3. In 1987, petitioner was ordered to cease and desist pursuant to zoning regulations; and



4. He thereafter initiated proceedings to challenge the order.



The court reaffirmed its findings that the site in question was "grandfathered." This appeal resulted.



The parties to this appeal have presented a multiplicity of issues for our consideration. The basic issues question: (1) whether the use of the property in question was continuously and lawfully used for a sufficient period of time to qualify as a "grandfathered" use; (2) whether a "cease and desist order" issued in 1987 which required the petitioners to cease use of the landfill was sufficient cause to deprive petitioners of their "grandfathered" status; (3) whether the trial court was in error in allowing the appellant and intervening party to introduce new theories of law and new evidence through their motion for a new trial; (4) and was the action of the Board of Zoning Appeals arbitrary and capricious.



We will first note that if the property in question does, in fact, qualify for "grandfathering" status, all other issues are moot. If such is the case, the plaintiffs are entitled to continue a non-conforming use, i.e., the operation of the demolition landfill, unless and until the site is discontinued as provided in the Knox County Zoning Ordinance or as otherwise provided by law.



We will first consider the issue of whether obeying the "cease and desist order" was an effective discontinuance of a non-conforming use sufficient to trigger the period of discontinued use provisions of the Knox County Zoning Ordinance. We, like the trial court, are of the opinion that the question is controlled by Boles v. City of Chattanooga, 892 S.W.2d 416 (Tenn. App. 1994).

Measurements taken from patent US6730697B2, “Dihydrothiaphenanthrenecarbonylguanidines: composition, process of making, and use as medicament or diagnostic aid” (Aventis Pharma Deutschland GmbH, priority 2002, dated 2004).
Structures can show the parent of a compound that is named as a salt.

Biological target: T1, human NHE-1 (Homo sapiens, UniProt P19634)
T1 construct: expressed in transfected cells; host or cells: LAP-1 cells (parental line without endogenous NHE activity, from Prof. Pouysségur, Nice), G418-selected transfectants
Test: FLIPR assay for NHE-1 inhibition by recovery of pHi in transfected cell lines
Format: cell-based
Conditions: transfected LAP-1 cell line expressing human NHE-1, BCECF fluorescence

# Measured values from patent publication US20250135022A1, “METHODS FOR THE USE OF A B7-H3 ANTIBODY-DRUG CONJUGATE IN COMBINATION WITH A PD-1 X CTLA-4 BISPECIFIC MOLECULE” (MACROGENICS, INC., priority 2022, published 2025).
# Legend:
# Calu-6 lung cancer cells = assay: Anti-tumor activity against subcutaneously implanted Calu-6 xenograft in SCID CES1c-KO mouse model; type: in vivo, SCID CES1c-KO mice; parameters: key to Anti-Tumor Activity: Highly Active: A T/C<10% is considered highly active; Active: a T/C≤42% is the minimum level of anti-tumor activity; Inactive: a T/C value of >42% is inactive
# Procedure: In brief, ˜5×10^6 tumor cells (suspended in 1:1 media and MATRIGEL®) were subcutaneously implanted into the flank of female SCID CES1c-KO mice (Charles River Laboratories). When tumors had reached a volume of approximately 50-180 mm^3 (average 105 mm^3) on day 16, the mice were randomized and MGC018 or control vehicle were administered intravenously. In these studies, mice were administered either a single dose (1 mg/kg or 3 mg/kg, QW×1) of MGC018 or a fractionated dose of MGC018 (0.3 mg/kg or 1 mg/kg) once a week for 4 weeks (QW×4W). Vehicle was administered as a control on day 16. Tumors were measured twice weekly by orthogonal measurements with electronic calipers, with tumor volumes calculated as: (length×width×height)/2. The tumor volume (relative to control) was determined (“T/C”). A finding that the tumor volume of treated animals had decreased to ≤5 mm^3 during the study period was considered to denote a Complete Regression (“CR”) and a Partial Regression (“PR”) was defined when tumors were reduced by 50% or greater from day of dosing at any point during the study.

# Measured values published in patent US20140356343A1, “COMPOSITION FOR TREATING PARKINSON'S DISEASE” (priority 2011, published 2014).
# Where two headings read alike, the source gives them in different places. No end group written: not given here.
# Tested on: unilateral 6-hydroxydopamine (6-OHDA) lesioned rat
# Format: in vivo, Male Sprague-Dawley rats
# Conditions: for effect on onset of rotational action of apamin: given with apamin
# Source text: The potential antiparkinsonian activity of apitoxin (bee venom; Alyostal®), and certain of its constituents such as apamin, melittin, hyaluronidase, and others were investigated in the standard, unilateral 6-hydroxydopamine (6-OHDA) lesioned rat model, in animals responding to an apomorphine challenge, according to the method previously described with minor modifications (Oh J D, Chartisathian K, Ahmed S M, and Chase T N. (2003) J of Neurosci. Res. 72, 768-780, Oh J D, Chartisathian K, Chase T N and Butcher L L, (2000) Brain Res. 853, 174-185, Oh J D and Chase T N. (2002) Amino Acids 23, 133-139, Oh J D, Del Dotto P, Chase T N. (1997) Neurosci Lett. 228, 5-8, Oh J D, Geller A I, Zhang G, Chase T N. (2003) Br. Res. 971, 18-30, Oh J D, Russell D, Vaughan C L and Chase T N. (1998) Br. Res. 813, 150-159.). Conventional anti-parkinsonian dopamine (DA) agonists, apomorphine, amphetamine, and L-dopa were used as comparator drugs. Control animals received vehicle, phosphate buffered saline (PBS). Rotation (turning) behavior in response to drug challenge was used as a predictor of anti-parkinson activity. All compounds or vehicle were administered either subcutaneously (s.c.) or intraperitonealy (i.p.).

In Boles, the City of Chattanooga sought to close an adult oriented book and video store in an area of the city which was no longer zoned for such an establishment. The business was "grandfathed" under the Zoning Ordinance. The District Attorney General brought an action against the owner and operator of the establishment seeking to have it declared a public nuisance and the nuisance abated. A temporary injunction was issued enjoining the continuation and operation of the business. The injunction was later made permanent. An appeal was taken. During the pendency of the appeal, the parties reached an agreement which resulted in the dismissal of the appeal with the understanding that an agreed order would be filed in the trial court enjoining enumerated illegal activities, none of which consisted of operating the book and video store. During the pendency of the entire action, (some two years), the business was closed. After the conclusion of the litigation, the business resumed operation upon the same premises. The city then sought to close the business as being in an area not zoned for an adult-oriented establishment. Their action was premised upon the concept that the owner and operator of the business lost their right to a non-conforming use because they had discontinued the business for more than 100 consecutive days. The plaintiffs responded that the discontinuance of a business under a zoning ordinance must be voluntary and affirmative. The city countered that the word "discontinued" in the zoning ordinance means abandonment of a use, whether voluntary or involuntary.